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I’m a feminist. For some inexplicable reason, that word can terrify men and women alike. That simply means I believe in the political, economic, and social equality of the sexes. No confusion there, right? It gets thorny when people define equality in ways so divergent it makes Chief Justice Ginsberg and the late-Chief Justice Scalia’s ideological squabbles seem as trivial as determining the best flavor of jelly beans. (It’s margarita flavored, by the way. All other answers are wrong, and I’m sure The Notorious RBG has my back on this one.)

Marketing firms know women represent the fastest growing segment of drinkers. Our booze buying habits caused wine sales across the country to skyrocket, and our American Stoli-and-soda-slamming sisters purchase enough vodka to go toe to toe with Russian businessmen. The knowledge that alcohol marketers are gunning for my gender can leave one feeling more a pawn than an equal to male hooch-hounds, and being some brand’s target demo makes the concept of ladies’ night rather icky.

I’m not a perfect feminist, though, so last Wednesday I leveraged some moral relativism, told myself, “We ladies still make 70 cents on the dollar and deserve a discount,” and glided up to the bar at Grace’s Women and Wine Wednesday shindig. The gracious bartender explained the event basics to me before handing me a bright purple flier that included a nice nod for local wine businesses Put a Cork in it and Grand Cru, but, oddly, no mention of the price. I decided to take my chances and hope I wouldn’t have to swallow a bill as big as my monthly Sephora budget. Luckily, the event boasts astoundingly good value at $10 for a three-course food and wine pairing from 4-7pm. The price is equal for both men and women.

According to the handout, Grace features “grape varieties grown on three different continents,” which was amusing, as two picks for the evening were French and one Chilean –– whose history of winemaking is closely linked to imported French grapevine. All three food courses were brought out on one plate at the very beginning of the night. The first course (according to the menu) was a perfect pairing of the buttery 2014 Louis Latour Chardonnay with charred shishito peppers and a goat cheese mousse.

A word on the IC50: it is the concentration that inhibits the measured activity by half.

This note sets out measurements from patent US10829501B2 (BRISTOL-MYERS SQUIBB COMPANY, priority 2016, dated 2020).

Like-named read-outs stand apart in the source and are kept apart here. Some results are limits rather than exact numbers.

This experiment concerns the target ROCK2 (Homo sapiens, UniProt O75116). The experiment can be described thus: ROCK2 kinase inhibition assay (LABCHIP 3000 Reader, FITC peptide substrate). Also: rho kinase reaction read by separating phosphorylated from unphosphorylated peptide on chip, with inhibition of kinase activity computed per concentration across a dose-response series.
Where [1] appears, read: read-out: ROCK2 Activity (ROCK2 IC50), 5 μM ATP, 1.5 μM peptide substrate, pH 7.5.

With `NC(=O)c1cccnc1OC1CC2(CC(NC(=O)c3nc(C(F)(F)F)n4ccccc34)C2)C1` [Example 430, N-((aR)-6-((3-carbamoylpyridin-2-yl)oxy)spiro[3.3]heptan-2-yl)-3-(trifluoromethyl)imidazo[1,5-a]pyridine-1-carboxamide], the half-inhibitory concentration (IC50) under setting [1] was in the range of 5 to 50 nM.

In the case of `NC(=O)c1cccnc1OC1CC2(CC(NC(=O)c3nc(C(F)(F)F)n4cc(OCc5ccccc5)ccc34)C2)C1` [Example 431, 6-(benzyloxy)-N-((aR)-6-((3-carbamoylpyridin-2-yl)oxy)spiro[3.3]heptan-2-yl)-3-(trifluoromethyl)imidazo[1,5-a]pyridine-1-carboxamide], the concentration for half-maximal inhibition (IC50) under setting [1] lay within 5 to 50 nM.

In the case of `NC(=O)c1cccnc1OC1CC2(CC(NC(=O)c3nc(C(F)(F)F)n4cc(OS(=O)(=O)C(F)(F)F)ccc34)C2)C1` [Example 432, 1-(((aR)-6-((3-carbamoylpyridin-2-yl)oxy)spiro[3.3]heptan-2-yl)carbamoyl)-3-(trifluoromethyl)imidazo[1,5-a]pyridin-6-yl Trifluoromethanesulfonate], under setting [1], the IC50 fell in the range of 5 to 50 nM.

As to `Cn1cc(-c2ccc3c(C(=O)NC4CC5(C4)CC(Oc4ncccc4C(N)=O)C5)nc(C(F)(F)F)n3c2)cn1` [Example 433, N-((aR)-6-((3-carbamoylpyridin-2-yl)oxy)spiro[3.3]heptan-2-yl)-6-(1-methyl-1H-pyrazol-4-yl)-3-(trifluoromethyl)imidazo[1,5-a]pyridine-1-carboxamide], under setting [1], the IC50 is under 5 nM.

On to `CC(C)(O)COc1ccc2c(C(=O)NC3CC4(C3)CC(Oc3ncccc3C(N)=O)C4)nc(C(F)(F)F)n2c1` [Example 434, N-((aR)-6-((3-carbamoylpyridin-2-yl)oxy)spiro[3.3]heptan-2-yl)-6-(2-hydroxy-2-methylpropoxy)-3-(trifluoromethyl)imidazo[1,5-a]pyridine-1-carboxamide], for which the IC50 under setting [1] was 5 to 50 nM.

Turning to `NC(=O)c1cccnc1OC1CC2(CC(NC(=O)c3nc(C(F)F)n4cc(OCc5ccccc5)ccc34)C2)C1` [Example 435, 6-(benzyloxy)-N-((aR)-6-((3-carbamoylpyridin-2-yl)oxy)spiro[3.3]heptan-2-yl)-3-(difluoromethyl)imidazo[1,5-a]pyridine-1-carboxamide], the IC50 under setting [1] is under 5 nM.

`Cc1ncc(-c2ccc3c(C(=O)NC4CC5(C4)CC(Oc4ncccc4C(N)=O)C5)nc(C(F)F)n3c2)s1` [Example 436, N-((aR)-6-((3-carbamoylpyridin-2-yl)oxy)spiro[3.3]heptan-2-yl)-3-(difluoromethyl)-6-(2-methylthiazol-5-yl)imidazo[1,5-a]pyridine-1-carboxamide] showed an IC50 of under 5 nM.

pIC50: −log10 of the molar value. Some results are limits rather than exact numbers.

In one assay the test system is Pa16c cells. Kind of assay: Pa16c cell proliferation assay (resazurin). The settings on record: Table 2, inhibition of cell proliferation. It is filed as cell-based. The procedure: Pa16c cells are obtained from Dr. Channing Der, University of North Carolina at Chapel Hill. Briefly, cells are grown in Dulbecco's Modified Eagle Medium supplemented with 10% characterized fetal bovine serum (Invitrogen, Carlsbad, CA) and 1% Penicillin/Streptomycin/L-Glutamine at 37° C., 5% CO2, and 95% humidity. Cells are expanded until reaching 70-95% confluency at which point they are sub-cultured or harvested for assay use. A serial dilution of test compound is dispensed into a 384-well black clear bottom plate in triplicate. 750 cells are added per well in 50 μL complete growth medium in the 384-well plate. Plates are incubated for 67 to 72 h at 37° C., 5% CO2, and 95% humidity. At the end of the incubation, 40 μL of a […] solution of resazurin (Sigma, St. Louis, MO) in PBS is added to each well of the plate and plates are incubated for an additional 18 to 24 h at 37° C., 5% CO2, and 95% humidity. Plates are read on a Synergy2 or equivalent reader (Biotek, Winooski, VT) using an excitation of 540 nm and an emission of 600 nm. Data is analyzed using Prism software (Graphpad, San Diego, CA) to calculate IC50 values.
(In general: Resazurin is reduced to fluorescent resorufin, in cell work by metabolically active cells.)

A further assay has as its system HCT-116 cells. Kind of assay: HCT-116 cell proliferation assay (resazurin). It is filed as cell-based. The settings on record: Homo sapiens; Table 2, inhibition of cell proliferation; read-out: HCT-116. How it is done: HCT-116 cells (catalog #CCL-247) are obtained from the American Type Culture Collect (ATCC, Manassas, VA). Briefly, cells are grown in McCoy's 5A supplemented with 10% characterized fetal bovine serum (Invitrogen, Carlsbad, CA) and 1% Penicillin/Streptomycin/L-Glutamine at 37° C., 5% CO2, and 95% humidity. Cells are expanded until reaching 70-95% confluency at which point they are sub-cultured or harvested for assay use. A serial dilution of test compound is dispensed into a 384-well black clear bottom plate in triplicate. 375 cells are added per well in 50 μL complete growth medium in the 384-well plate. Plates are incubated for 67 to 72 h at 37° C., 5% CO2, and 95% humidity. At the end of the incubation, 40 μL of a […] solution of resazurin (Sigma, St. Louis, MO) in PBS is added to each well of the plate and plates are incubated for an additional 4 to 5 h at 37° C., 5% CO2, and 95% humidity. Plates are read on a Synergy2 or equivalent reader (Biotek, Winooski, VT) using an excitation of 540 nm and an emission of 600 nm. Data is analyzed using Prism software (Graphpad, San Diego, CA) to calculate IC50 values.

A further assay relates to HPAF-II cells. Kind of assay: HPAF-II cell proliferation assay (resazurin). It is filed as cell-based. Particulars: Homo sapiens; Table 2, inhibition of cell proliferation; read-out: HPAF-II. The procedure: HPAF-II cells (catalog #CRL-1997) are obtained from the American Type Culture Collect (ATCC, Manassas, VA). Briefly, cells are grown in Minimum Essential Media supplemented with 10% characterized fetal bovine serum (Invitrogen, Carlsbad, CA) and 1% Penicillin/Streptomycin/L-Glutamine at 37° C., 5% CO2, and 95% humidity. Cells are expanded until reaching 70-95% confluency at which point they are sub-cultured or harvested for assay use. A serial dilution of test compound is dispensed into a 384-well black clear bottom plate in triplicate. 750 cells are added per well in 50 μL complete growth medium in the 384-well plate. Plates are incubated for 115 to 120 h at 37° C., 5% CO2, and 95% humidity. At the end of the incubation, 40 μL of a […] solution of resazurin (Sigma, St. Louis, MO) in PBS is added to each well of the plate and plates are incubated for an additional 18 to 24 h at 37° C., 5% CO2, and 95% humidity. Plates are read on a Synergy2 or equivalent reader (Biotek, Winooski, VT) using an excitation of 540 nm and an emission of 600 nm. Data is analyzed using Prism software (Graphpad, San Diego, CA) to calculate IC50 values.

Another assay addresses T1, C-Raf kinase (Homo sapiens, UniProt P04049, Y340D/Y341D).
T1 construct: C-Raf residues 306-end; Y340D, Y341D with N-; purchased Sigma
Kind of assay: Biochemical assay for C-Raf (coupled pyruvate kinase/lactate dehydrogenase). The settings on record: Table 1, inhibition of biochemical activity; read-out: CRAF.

The second pairing was a salami Toscano with red onion pear marmalade and a pour of the 2015 My Essential Rosé from Provence. It’s no secret I adore rosé during a searing Texas summer. If I could live on this food and drink combo for all of July 2017, I might actually Instagram a pic of just my legs on a pool float with #blessed, despite all previous declarations to the contrary.

We concluded our tour with a delicious arancini with red pepper sauce and a 2014 Chilean Cono Sur “Reserva Especial” Cabernet Sauvignon. I found the transition from a light, crisp white to a dry, smoky red vino a little too jarring, so I donated the cab to a friend.

The crowd was mostly mixed-gender groups quietly socializing. I spent an embarrassing amount of time spying on an awkward exchange between a smitten guy insistent on holding an incredulous young woman’s hand across a large patio coffee table.

Often, ladies’ night involves similar gaggles of leering men drawn in by single-gal squads slamming $1 cosmo specials. Grace’s Wine and Women Wednesday is certainly a pleasant antithesis to the typical evenings dedicated to gender, with nary a grossly sexist-named shot special in sight.

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